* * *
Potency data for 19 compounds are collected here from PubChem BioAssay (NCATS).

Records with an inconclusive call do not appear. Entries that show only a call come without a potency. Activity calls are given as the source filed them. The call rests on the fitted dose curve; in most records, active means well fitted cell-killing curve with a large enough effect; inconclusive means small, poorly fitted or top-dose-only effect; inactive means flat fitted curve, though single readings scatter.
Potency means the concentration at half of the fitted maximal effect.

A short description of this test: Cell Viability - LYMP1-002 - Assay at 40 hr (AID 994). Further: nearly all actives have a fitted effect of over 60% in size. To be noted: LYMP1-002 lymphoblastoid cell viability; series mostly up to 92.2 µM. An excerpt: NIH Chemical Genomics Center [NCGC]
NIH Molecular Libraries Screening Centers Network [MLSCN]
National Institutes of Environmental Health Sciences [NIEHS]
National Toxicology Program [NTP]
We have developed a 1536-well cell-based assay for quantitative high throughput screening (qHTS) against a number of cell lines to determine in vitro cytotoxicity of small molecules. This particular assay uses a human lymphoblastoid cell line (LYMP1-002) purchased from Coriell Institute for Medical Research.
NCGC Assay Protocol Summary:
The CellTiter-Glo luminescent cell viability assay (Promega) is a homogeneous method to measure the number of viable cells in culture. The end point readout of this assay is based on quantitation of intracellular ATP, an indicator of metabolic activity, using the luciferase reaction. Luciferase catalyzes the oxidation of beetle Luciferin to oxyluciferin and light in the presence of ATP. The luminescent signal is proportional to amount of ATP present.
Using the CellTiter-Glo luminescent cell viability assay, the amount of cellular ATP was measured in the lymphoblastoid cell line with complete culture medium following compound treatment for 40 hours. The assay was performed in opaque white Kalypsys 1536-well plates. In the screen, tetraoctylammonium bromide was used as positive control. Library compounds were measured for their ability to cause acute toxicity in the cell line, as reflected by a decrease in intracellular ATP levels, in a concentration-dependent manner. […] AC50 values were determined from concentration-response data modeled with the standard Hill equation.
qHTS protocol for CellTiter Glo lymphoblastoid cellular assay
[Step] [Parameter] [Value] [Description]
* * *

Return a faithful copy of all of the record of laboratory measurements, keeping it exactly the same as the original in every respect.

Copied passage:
Potency data for 19 compounds are collected here from PubChem BioAssay (NCATS).

Records with an inconclusive call do not appear. Entries that show only a call come without a potency. Activity calls are given as the source filed them. The call rests on the fitted dose curve; in most records, active means well fitted cell-killing curve with a large enough effect; inconclusive means small, poorly fitted or top-dose-only effect; inactive means flat fitted curve, though single readings scatter.
Potency means the concentration at half of the fitted maximal effect.

A short description of this test: Cell Viability - LYMP1-002 - Assay at 40 hr (AID 994). Further: nearly all actives have a fitted effect of over 60% in size. To be noted: LYMP1-002 lymphoblastoid cell viability; series mostly up to 92.2 µM. An excerpt: NIH Chemical Genomics Center [NCGC]
NIH Molecular Libraries Screening Centers Network [MLSCN]
National Institutes of Environmental Health Sciences [NIEHS]
National Toxicology Program [NTP]
We have developed a 1536-well cell-based assay for quantitative high throughput screening (qHTS) against a number of cell lines to determine in vitro cytotoxicity of small molecules. This particular assay uses a human lymphoblastoid cell line (LYMP1-002) purchased from Coriell Institute for Medical Research.
NCGC Assay Protocol Summary:
The CellTiter-Glo luminescent cell viability assay (Promega) is a homogeneous method to measure the number of viable cells in culture. The end point readout of this assay is based on quantitation of intracellular ATP, an indicator of metabolic activity, using the luciferase reaction. Luciferase catalyzes the oxidation of beetle Luciferin to oxyluciferin and light in the presence of ATP. The luminescent signal is proportional to amount of ATP present.
Using the CellTiter-Glo luminescent cell viability assay, the amount of cellular ATP was measured in the lymphoblastoid cell line with complete culture medium following compound treatment for 40 hours. The assay was performed in opaque white Kalypsys 1536-well plates. In the screen, tetraoctylammonium bromide was used as positive control. Library compounds were measured for their ability to cause acute toxicity in the cell line, as reflected by a decrease in intracellular ATP levels, in a concentration-dependent manner. […] AC50 values were determined from concentration-response data modeled with the standard Hill equation.
qHTS protocol for CellTiter Glo lymphoblastoid cellular assay
[Step] [Parameter] [Value] [Description]